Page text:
My system disk is full encrypted with luks. My Ubuntu logs in automatically, because I am the only user. But I still need to unlock my Gnome Keyring and I wonder, if there is any sense for that. Because I always unlock the keyring when I login, so it is always accessible while the computer is running. What if I would set the password to blank, what could be the security risks?

The only reason I can imagine is, if I would do any stupid like backing up the keyfile to a non encrypted device or sending it by mail, it would still be password locked. But I shouldn't do something like that anyway.

  • Any malicious program you run with this user account or root privileges. – allo Aug 17 '18 at 13:22
  • Just to add something to this, I think if you have identical login and keyring password, it's also irrelevant if they are good or not, because both (luks and keyring data) have similar attack chance. – João Paulo Sep 15 '18 at 21:37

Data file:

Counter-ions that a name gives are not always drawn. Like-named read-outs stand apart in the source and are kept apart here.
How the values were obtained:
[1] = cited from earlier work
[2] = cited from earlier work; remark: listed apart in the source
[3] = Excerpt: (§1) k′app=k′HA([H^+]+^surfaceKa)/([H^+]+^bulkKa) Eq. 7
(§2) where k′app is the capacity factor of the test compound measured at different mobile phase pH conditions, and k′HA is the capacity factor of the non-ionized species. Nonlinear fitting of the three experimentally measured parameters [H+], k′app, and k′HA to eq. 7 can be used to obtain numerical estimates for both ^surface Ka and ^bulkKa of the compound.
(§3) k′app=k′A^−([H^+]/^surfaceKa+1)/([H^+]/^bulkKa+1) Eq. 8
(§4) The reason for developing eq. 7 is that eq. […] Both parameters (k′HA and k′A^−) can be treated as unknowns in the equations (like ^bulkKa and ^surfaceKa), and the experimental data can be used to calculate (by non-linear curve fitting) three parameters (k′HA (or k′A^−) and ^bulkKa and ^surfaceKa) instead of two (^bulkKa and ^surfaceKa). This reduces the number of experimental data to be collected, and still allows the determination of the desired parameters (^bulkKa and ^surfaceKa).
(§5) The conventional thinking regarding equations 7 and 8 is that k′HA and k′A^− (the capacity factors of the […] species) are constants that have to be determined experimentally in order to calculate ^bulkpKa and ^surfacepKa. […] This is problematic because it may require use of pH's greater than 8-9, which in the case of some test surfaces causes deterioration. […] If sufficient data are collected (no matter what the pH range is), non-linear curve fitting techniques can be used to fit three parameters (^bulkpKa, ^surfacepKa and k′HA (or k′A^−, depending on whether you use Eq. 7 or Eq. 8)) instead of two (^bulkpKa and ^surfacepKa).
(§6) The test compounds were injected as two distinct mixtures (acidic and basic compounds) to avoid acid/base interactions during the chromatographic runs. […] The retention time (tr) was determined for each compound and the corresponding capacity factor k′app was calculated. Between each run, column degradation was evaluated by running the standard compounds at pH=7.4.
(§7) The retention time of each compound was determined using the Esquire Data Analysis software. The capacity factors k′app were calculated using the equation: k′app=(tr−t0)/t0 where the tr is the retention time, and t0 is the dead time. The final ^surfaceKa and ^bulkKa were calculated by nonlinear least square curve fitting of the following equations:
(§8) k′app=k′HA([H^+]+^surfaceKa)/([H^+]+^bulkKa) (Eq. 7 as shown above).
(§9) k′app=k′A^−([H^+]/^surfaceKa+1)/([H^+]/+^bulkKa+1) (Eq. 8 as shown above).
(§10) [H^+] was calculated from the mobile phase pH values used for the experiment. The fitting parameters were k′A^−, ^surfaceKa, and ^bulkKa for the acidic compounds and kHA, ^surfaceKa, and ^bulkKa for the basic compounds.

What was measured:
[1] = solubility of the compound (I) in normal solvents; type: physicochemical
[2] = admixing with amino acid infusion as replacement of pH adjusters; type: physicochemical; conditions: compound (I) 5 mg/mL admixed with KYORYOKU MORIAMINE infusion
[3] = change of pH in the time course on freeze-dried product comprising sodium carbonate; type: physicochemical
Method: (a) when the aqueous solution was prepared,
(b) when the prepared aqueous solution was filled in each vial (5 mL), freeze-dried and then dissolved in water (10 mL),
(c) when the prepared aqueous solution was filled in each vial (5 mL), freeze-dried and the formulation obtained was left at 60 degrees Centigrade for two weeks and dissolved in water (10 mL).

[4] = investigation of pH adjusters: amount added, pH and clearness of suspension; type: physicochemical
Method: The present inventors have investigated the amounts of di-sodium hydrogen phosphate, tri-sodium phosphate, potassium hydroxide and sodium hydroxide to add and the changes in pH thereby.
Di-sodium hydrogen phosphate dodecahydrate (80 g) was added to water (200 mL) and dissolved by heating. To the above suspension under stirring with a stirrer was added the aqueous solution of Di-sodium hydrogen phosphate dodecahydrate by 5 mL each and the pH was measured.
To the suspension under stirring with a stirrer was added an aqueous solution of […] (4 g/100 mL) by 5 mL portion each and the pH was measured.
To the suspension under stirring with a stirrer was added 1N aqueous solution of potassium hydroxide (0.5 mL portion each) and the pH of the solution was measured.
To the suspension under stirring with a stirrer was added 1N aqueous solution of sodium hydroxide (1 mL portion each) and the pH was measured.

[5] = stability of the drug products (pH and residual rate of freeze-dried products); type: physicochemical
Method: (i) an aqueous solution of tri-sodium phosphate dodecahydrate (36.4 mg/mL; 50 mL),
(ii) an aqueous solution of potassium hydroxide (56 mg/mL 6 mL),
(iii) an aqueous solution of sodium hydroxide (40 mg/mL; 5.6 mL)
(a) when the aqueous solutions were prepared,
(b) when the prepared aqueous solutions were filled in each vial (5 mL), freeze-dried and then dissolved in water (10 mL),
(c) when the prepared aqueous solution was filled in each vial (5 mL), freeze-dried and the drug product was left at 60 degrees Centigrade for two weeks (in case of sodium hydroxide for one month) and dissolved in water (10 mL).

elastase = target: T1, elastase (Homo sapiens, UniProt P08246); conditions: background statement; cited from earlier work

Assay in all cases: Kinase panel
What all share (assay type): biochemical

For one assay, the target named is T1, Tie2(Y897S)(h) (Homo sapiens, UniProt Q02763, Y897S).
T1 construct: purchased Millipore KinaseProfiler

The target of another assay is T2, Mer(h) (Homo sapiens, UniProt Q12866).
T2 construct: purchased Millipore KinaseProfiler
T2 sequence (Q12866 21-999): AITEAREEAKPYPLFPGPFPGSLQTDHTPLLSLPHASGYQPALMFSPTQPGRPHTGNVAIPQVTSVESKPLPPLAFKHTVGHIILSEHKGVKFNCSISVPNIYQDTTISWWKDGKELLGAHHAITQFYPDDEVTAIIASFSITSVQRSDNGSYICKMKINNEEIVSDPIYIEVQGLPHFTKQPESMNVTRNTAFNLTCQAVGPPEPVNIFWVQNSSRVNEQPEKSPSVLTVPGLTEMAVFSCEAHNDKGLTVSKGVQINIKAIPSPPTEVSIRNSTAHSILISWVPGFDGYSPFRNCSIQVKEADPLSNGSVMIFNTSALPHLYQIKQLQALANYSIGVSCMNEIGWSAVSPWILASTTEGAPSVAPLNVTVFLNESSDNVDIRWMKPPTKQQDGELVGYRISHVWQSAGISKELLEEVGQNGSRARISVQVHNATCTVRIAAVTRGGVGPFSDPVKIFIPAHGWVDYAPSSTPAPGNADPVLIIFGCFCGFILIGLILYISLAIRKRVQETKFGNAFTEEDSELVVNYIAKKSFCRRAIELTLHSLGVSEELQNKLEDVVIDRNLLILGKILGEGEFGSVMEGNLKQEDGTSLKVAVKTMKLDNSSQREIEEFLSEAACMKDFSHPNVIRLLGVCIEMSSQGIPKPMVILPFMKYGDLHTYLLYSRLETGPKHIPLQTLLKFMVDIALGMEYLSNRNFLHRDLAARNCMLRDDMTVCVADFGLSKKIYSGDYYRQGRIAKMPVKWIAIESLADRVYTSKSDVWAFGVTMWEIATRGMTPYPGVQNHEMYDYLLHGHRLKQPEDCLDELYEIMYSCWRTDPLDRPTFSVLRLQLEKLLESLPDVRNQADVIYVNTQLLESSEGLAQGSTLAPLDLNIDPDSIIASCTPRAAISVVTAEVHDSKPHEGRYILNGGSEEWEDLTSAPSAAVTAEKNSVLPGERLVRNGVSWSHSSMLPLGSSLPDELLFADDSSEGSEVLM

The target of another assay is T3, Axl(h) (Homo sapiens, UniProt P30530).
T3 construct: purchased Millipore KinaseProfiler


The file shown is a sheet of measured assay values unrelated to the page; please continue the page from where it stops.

There is no security risk to doing this, assuming the following are true:

  • Your disk encryption password is sufficiently strong to remain unbroken.
  • The keychain will always be open any time the encrypted disk is mounted.
  • You don't copy the keychain database to an unencrypted medium.

If you always and immediately unlock your keychain while the system is on, then there is no real benefit to encrypting it again, assuming you are using a sufficiently strong FDE password. The only real benefit to encrypting the keychain is if the database is stored on an otherwise unencrypted disk, or if you only unlock it when you need it (effectively preventing a malicious process from reading it until you enter the password, even if that malicious process has root).

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